LL When I wrote the novel, I didn’t intend to focus on the homosexual aspect of their relationship. Of course, I realized it would be an issue of discussion. Homosexuality in Chinese society is, so to speak, nothing new. It’s been there for a couple of thousand years, but it’s always been a taboo subject. It happened even in the palace. Many generals, many officers, bureaucrats… had cultivated groups of gay men around them. Probably because of their cultural upbringing, Chinese people fully know the situation but never talk about it. This is particularly true in the opera scene. When I wrote Farewell to My Concubine, I felt very strongly that this character simply can not escape this social fate. For him, his life on stage and off are basically the same. He has no sense of any other person or any other woman. His fascination with the hero is transferred from stage to real life. So, the development of the character is constructed along the lines of his raw emotion. His stubbornness is based on a willfulness, just like in gambling. It’s obsessive behavior, like when you have no money but you let all the stakes ride anyway.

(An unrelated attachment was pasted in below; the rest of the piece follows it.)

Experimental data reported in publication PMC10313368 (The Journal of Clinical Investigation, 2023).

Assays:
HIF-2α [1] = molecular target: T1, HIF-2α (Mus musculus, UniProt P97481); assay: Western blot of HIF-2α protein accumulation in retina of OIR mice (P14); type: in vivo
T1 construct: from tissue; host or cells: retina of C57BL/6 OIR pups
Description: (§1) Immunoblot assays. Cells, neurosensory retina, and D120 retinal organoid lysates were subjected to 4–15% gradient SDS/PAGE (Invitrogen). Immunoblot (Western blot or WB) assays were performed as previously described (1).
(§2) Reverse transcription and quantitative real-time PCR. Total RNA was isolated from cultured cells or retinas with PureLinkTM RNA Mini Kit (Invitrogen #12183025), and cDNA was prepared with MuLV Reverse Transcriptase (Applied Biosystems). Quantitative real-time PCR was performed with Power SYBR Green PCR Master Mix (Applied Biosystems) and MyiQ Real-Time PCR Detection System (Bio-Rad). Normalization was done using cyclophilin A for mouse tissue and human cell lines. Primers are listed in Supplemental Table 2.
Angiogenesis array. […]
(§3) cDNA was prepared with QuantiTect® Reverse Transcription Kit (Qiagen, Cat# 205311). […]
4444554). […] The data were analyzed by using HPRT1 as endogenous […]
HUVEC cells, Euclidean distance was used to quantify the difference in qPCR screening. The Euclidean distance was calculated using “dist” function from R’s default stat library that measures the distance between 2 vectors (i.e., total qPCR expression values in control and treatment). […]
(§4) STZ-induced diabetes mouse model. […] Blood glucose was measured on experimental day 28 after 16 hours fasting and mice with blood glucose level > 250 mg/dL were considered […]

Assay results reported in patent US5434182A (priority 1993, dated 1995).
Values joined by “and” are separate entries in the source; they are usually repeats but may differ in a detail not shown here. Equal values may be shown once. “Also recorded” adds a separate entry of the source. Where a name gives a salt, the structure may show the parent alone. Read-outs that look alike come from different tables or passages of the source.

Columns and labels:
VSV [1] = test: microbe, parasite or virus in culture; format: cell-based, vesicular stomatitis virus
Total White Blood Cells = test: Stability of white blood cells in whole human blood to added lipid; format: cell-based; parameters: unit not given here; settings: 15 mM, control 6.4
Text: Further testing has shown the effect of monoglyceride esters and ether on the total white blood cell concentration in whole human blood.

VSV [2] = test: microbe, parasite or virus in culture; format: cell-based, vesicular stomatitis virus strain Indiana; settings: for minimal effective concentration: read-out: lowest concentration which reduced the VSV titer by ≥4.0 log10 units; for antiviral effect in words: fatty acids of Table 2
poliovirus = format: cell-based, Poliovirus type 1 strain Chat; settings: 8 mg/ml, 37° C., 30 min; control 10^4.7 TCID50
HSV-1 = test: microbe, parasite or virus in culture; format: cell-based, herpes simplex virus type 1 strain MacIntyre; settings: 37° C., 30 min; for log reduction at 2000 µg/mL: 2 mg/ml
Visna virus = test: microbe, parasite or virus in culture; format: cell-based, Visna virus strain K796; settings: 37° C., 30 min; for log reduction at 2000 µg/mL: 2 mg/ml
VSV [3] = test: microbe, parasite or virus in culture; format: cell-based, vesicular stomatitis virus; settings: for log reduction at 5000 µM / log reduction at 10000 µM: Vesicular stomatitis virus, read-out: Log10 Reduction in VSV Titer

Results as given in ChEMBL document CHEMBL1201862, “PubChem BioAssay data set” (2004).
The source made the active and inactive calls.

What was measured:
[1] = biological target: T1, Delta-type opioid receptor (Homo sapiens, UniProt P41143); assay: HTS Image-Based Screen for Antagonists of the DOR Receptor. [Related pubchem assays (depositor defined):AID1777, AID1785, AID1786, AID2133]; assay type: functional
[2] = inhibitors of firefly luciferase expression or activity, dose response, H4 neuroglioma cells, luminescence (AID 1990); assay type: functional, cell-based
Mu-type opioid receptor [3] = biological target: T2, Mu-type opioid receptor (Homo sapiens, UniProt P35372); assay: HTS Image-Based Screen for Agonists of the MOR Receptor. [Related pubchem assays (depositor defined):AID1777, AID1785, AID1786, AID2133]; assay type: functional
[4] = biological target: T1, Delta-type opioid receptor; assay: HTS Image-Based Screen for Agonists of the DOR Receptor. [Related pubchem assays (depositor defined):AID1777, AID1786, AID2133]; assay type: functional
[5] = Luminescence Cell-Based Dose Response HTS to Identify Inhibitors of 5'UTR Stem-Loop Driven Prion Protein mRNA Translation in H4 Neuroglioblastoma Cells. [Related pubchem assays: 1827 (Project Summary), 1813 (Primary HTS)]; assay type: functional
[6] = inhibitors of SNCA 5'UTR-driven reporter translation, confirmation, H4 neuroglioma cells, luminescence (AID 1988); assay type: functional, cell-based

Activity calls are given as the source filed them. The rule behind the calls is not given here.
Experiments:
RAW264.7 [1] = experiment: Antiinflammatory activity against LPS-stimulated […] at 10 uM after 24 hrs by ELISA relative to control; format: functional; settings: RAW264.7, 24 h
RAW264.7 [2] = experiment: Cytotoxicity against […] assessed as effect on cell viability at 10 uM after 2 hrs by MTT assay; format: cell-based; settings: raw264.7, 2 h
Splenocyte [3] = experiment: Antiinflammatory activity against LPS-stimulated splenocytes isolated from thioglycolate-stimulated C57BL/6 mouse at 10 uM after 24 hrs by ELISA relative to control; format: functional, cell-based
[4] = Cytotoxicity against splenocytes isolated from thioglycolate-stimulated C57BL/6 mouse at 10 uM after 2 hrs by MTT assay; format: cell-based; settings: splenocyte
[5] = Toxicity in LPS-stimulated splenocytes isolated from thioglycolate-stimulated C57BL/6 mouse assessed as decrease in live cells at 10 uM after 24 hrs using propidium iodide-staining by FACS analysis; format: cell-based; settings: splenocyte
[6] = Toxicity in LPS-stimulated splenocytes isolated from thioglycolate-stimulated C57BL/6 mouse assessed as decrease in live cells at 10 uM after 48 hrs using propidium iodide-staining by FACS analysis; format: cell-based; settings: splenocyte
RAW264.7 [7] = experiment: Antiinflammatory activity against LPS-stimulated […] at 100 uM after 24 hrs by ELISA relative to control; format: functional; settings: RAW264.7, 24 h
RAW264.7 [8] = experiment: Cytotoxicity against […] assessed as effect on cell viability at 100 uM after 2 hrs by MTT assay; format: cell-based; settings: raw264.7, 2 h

LC Several things struck me watching the rushes for Farewell in Beijing. There was one scene where the young Duan grabs Cheng and sticks a metal instrument down his throat, bringing blood up. He’s angry that Cheng isn’t singing the female part properly. The role literally changes his body. I wonder, was the fact that gender itself is a cultural construction important for you when you were writing this?